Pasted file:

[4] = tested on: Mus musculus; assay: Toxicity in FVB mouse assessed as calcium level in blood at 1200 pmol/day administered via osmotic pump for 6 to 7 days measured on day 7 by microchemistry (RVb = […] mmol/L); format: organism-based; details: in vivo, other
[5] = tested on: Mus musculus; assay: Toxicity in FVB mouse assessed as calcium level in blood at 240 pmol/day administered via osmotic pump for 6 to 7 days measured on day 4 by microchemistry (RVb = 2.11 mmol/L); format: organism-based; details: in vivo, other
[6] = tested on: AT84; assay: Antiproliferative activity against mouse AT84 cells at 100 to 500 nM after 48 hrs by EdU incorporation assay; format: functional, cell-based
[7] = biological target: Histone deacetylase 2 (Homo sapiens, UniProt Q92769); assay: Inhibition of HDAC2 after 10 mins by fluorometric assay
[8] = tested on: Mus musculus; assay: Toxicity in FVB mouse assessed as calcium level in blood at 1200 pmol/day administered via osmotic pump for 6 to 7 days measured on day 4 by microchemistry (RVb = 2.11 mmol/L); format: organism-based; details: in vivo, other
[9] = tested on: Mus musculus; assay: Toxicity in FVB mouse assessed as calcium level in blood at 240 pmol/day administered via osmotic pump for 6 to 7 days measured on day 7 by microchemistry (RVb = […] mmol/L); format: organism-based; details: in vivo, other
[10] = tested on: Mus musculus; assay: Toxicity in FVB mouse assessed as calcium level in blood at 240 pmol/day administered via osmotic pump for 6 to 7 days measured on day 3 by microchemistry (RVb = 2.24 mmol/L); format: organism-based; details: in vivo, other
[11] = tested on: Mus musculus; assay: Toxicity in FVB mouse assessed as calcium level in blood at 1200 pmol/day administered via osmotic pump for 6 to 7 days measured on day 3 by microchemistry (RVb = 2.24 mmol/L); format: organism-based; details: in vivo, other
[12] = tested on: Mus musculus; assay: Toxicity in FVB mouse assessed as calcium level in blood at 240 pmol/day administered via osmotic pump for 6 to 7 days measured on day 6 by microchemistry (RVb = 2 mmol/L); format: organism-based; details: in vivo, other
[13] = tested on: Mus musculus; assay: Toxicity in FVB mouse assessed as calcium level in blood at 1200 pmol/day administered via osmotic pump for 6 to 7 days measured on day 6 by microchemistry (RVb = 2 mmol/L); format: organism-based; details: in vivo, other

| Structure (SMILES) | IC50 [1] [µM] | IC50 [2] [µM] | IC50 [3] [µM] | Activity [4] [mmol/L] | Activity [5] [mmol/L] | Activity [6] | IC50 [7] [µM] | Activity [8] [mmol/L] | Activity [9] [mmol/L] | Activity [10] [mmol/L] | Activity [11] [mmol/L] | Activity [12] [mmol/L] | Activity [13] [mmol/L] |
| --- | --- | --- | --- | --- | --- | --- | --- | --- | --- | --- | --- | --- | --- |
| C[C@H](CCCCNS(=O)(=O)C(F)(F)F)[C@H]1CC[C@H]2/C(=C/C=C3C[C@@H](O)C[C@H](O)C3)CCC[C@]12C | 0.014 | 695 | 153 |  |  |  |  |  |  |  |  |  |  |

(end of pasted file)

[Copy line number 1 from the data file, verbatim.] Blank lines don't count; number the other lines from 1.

[4] = tested on: Mus musculus; assay: Toxicity in FVB mouse assessed as calcium level in blood at 1200 pmol/day administered via osmotic pump for 6 to 7 days measured on day 7 by microchemistry (RVb = […] mmol/L); format: organism-based; details: in vivo, other